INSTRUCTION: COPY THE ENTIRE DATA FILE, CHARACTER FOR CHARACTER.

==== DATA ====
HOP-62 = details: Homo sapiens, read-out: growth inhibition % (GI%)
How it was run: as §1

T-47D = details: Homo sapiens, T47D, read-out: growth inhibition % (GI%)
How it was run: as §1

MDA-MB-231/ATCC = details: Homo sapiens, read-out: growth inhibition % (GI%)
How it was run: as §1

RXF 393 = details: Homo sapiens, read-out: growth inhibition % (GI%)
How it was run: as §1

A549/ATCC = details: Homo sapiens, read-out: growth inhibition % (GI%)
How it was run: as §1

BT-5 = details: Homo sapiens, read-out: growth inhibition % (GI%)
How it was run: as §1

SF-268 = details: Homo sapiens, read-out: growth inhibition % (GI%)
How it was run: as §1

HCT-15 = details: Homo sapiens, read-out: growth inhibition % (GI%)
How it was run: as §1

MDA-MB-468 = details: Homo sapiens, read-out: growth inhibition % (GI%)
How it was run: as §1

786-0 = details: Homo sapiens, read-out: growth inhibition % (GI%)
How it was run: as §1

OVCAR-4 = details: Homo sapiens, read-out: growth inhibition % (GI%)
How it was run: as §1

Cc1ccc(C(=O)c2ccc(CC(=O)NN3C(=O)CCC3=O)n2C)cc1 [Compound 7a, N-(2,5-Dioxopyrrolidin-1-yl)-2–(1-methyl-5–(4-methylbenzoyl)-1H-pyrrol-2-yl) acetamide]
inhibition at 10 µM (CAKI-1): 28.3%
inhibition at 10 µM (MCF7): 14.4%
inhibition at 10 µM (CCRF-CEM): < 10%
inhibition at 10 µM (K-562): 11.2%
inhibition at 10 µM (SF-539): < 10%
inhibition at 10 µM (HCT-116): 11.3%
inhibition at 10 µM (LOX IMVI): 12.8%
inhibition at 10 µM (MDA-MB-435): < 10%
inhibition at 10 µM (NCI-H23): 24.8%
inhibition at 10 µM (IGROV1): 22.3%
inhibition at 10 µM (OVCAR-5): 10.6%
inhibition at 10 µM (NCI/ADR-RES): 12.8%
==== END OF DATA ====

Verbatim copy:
HOP-62 = details: Homo sapiens, read-out: growth inhibition % (GI%)
How it was run: as §1

T-47D = details: Homo sapiens, T47D, read-out: growth inhibition % (GI%)
How it was run: as §1

MDA-MB-231/ATCC = details: Homo sapiens, read-out: growth inhibition % (GI%)
How it was run: as §1

RXF 393 = details: Homo sapiens, read-out: growth inhibition % (GI%)
How it was run: as §1

A549/ATCC = details: Homo sapiens, read-out: growth inhibition % (GI%)
How it was run: as §1

BT-5 = details: Homo sapiens, read-out: growth inhibition % (GI%)
How it was run: as §1

SF-268 = details: Homo sapiens, read-out: growth inhibition % (GI%)
How it was run: as §1

HCT-15 = details: Homo sapiens, read-out: growth inhibition % (GI%)
How it was run: as §1

MDA-MB-468 = details: Homo sapiens, read-out: growth inhibition % (GI%)
How it was run: as §1

786-0 = details: Homo sapiens, read-out: growth inhibition % (GI%)
How it was run: as §1

OVCAR-4 = details: Homo sapiens, read-out: growth inhibition % (GI%)
How it was run: as §1

Cc1ccc(C(=O)c2ccc(CC(=O)NN3C(=O)CCC3=O)n2C)cc1 [Compound 7a, N-(2,5-Dioxopyrrolidin-1-yl)-2–(1-methyl-5–(4-methylbenzoyl)-1H-pyrrol-2-yl) acetamide]
inhibition at 10 µM (CAKI-1): 28.3%
inhibition at 10 µM (MCF7): 14.4%
inhibition at 10 µM (CCRF-CEM): < 10%
inhibition at 10 µM (K-562): 11.2%
inhibition at 10 µM (SF-539): < 10%
inhibition at 10 µM (HCT-116): 11.3%
inhibition at 10 µM (LOX IMVI): 12.8%
inhibition at 10 µM (MDA-MB-435): < 10%
inhibition at 10 µM (NCI-H23): 24.8%
inhibition at 10 µM (IGROV1): 22.3%
inhibition at 10 µM (OVCAR-5): 10.6%
inhibition at 10 µM (NCI/ADR-RES): 12.8%